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The Post-Apartheid Evolution of Earnings Inequality in South Africa, 1995-2004

Author

Listed:
  • Phillippe G. Leite

    () (World Bank Research Department and Previous Research and Consultant for the International Poverty Centre, UNDP)

  • Terry McKinley

    () (International Poverty Centre)

  • Rafael Guerreiro Osório

    () (International Poverty Centre)

Abstract

This paper examines the trend in post-Apartheid earnings inequality in South Africa. By combining data sets, the paper is able to analyze the trend for the whole period 1995-2004. Earnings inequality rose sharply during 1995-1999 and then declined marginally, but remained high, during 2000-2004. A dramatic rise in unemployment was the driving force in exacerbating earnings inequality in the 1990s. Unemployment began to level off in the 2000s but remained at a high rate. An unprecedented influx of new entrants into the formal labour market in the 1990s put downward pressure on average real wages, affecting workers both in the middle of the distribution and toward the bottom. The growth of the South African economy has been neither rapid enough nor employment-intensive enough to absorb such a large influx of workers. Moreover, the economy?s greater openness to trade and financial flows appears to have left many workers behind, especially Africans, workers in low-skilled occupations, residents of rural areas in general and poor regions in particular. Earnings inequality remains high across groupings of workers differentiated by race, education and occupation although occupation has become a more important factor than the other two in the 2000s. Differentials across the mean earnings of workers classified by rural and urban residence and by province have also intensified. In the 1990s, inequalities within groupings of worker rose sharply and then moderated by the 2000s. While earnings differentials by race and the rural-urban divide also exacerbated inequality in the 1990s, they have been in modest decline since then. These changes in the dynamics of earnings inequality between the 1990s and 2000s pose new challenges for South African policymakers in their efforts to substantially reduce the Apartheid legacy of high inequality and poverty.

Suggested Citation

  • Phillippe G. Leite & Terry McKinley & Rafael Guerreiro Osório, 2006. "The Post-Apartheid Evolution of Earnings Inequality in South Africa, 1995-2004," Working Papers 32, International Policy Centre for Inclusive Growth.
  • Handle: RePEc:ipc:wpaper:32
    as

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    File URL: http://www.ipc-undp.org/pub/IPCWorkingPaper32.pdf
    File Function: First version, 2006
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    References listed on IDEAS

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    Citations

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    Cited by:

    1. Tregenna, F., 2009. "The Relationship Between Unemployment and Earnings Inequality in South Africa," Cambridge Working Papers in Economics 0907, Faculty of Economics, University of Cambridge.
    2. Victoria Hosegood & Anne Case & Cally Ardington, 2009. "Labor Supply Responses to Large Social Transfers: Longitudinal Evidence from South Africa," American Economic Journal: Applied Economics, American Economic Association, vol. 1(1), pages 22-48, January.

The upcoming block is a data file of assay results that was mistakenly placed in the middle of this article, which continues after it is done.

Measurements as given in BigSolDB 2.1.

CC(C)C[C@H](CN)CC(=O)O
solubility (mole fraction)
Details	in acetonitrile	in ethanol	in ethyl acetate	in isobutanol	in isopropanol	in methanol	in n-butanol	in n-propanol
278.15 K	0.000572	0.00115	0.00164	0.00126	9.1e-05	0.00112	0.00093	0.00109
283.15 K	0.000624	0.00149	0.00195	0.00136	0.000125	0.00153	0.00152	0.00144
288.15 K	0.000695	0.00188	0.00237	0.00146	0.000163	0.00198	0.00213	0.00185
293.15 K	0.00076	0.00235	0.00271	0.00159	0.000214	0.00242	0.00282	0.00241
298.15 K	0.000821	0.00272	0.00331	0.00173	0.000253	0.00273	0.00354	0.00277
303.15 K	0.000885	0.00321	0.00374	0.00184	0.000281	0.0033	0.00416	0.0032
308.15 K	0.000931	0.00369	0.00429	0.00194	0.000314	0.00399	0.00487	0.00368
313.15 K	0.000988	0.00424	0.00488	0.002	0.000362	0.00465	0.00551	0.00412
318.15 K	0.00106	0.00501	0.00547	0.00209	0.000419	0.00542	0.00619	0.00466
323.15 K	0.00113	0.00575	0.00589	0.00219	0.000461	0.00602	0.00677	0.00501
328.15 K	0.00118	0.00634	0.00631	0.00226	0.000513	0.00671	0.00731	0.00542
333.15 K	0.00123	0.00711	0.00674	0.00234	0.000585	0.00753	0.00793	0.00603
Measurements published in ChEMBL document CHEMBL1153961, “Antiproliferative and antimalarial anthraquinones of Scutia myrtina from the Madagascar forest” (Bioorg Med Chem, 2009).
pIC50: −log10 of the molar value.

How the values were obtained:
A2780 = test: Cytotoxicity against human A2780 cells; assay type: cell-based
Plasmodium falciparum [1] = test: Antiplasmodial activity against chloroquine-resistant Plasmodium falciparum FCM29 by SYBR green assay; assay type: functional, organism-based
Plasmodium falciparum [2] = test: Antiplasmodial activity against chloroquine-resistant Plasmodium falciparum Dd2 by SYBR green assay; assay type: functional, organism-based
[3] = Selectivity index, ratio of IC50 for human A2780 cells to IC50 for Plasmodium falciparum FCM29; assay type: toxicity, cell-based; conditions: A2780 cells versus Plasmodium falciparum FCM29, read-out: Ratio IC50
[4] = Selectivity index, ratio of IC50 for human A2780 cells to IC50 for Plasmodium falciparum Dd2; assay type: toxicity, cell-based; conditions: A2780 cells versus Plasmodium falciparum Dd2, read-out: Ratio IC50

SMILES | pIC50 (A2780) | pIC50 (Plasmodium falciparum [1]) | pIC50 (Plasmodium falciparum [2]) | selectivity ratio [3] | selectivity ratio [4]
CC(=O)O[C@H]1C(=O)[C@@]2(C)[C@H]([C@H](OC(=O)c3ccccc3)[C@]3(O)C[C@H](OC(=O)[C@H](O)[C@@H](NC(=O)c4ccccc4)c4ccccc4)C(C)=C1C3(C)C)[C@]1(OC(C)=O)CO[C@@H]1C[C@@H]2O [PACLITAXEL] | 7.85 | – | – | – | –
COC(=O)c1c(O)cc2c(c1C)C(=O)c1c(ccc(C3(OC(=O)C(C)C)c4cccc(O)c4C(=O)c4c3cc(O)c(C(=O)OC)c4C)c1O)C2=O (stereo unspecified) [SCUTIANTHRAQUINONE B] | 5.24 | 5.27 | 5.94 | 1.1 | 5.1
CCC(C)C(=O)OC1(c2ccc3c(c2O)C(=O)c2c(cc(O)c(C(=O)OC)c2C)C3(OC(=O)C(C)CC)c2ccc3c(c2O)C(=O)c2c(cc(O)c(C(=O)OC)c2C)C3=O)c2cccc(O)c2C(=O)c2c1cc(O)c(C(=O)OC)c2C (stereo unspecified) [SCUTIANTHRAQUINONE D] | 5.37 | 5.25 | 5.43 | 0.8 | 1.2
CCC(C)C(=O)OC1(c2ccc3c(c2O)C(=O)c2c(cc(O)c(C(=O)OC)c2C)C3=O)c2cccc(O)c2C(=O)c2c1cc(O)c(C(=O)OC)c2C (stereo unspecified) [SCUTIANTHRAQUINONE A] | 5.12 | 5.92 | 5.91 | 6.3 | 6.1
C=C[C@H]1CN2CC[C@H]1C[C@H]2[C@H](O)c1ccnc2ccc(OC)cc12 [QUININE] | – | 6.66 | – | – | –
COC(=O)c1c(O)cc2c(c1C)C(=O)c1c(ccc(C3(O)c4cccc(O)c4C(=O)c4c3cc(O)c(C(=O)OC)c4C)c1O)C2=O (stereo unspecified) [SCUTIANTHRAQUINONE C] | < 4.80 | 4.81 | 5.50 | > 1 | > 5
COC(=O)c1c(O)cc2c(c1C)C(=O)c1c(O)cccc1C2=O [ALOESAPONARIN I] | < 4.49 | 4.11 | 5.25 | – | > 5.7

3. Kwenda, Prudence & Benhura, Miracle, 2015. "A Detailed Decomposition Analysis of the Public-Private Sector Wage Gap in South Africa," IZA Discussion Papers 9271, Institute for the Study of Labor (IZA).
    4. Bandopadhyay, Titas Kumar, 2014. "Economic Reforms, Frictional Unemployment and Wage Inequality-----A General Equilibrium Analysis," MPRA Paper 59819, University Library of Munich, Germany.
    5. Nicola Branson & Julia Garlick & David Lam & Murray Leibbrandt, 2012. "Education and Inequality: The South African Case," SALDRU Working Papers 75, Southern Africa Labour and Development Research Unit, University of Cape Town.
    6. Dorothee Crayen & Christa Hainz & Christiane Stöh de MartÍnez, 2013. "Remittances, Banking Status and the Usage of Insurance Schemes," Journal of Development Studies, Taylor & Francis Journals, vol. 49(6), pages 861-875, June.
    7. Claire Vermaak, 2012. "Tracking poverty with coarse data: evidence from South Africa," The Journal of Economic Inequality, Springer;Society for the Study of Economic Inequality, vol. 10(2), pages 239-265, June.
    8. Chaudhuri, Sarbajit & Bandopadhyay, Titas Kumar, 2013. "Job-search and foreign capital inflow — A three-sector general equilibrium analysis," Economic Modelling, Elsevier, vol. 35(C), pages 159-169.
    9. Chaudhuri, Sarbajit & Mukhopadhyay, Ujjaini, 2009. "Revisiting the Informal Sector: A General Equilibrium Approach," MPRA Paper 52135, University Library of Munich, Germany.

    More about this item

    Keywords

    South Africa; Income distribution; Earnings distribution; Inequality;

    JEL classification:

    • I32 - Health, Education, and Welfare - - Welfare, Well-Being, and Poverty - - - Measurement and Analysis of Poverty
    • D31 - Microeconomics - - Distribution - - - Personal Income and Wealth Distribution
    • N36 - Economic History - - Labor and Consumers, Demography, Education, Health, Welfare, Income, Wealth, Religion, and Philanthropy - - - Latin America; Caribbean
    • O15 - Economic Development, Innovation, Technological Change, and Growth - - Economic Development - - - Economic Development: Human Resources; Human Development; Income Distribution; Migration

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